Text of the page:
Before your client agrees to a payment plan:
- Help them to work out how much they can realistically afford to pay each week, fortnight or month. Make sure they will have enough left to cover other essential expenses, such as rent, food and medical expenses.
- Confirm that they can afford to meet all the payments over the time period, and that they have an arrangement in place to make the payments on a regular basis.
- Check with the retailer that the payments are enough to repay the debt and also cover the cost of their ongoing bills. If this is not possible, the client will need additional support so they don’t fall further behind.
The requirement for retailers to offer a payment plan does not apply if a customer has had two payment plans cancelled due to non-payment within the last 12 months. The retailer may still offer one, but they are not obligated to do so. That is why it is important not to agree to a payment plan that is not affordable.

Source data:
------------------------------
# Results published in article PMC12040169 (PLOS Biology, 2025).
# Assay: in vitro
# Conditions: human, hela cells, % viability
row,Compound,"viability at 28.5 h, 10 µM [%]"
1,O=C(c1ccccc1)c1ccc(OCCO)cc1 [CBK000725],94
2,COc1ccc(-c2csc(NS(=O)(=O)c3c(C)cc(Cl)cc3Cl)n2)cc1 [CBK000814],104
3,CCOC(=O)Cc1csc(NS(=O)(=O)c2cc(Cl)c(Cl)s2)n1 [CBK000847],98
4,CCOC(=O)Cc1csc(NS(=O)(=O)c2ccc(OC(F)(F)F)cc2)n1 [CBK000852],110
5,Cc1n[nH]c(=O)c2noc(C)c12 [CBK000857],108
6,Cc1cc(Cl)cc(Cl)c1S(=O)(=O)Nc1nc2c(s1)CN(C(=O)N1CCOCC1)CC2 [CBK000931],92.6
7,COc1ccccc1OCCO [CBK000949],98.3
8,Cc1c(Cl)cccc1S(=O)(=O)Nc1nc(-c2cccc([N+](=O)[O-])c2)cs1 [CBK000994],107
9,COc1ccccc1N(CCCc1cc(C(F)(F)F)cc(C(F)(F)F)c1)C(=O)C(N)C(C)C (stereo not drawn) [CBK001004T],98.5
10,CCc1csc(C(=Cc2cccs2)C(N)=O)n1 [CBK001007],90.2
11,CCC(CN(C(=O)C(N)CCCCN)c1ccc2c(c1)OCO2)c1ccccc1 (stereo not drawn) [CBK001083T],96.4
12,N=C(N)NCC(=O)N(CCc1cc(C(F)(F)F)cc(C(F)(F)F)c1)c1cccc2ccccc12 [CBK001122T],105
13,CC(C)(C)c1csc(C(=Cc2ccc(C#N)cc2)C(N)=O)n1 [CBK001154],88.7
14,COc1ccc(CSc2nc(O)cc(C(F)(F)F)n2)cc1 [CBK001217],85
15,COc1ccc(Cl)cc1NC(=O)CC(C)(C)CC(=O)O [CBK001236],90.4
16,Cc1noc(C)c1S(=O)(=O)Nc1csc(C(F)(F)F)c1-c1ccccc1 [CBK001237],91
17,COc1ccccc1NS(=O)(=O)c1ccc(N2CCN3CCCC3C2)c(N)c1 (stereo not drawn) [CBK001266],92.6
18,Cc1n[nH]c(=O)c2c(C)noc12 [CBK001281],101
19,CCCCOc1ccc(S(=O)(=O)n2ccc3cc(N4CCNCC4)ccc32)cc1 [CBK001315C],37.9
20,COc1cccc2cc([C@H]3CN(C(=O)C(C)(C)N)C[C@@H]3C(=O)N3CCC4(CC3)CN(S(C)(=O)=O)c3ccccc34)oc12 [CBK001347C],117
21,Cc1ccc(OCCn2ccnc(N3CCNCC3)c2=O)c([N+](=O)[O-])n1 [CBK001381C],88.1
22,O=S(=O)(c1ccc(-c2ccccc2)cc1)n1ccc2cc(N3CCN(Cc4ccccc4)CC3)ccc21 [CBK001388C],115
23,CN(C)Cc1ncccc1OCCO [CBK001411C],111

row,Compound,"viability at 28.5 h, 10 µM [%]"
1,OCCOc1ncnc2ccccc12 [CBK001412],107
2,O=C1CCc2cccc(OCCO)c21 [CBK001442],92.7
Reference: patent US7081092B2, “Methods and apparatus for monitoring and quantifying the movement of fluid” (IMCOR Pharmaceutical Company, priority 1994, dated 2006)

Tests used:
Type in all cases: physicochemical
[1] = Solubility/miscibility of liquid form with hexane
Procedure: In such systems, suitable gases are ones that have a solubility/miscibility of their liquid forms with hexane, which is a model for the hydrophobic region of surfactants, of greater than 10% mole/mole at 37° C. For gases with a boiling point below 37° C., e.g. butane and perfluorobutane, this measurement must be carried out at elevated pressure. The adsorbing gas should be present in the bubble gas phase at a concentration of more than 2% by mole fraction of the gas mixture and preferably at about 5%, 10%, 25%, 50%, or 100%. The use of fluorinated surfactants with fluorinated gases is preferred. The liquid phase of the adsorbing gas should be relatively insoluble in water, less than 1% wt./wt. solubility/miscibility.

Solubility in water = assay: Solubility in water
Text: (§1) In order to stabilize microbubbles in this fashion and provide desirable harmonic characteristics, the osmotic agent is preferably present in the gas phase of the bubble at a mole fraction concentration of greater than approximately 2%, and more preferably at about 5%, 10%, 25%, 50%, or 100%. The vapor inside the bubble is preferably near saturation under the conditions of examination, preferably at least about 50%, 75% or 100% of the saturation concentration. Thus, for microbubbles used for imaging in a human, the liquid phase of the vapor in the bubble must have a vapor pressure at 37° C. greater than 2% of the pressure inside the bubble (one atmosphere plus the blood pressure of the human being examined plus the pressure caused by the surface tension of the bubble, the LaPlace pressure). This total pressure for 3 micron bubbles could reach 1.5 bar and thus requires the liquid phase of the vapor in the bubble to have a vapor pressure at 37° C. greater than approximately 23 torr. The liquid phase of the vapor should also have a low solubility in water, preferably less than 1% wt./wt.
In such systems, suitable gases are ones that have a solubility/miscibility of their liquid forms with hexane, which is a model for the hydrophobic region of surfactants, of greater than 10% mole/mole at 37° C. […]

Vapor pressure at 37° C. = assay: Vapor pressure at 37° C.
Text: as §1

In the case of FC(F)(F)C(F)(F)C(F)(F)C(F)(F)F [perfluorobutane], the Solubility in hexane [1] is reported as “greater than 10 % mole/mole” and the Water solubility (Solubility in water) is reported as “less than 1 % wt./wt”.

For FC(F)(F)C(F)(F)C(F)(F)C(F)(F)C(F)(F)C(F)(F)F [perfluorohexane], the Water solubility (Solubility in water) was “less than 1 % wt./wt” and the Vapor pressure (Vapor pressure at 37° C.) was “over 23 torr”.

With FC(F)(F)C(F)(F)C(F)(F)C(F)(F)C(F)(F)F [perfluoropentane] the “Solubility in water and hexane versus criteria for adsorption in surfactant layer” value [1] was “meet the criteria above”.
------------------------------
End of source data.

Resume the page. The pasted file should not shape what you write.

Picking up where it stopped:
If your client’s circumstances change, or they have already agreed to a payment plan they can’t afford, contact the retailer as soon as possible.
5. Set up regular payment arrangements
Making more regular payments can help avoid building up a large debt, making future bills easier to manage.
If your client receives a Centrelink income, they can access Centrepay to make automatic deductions to help pay electricity and gas bills in smaller instalments.
Many retailers also offer other options such as monthly billing, bill smoothing or direct debit. Contact the electricity or gas retailer to see what alternative payment arrangement they can offer.
6. Contact a free Financial Counsellor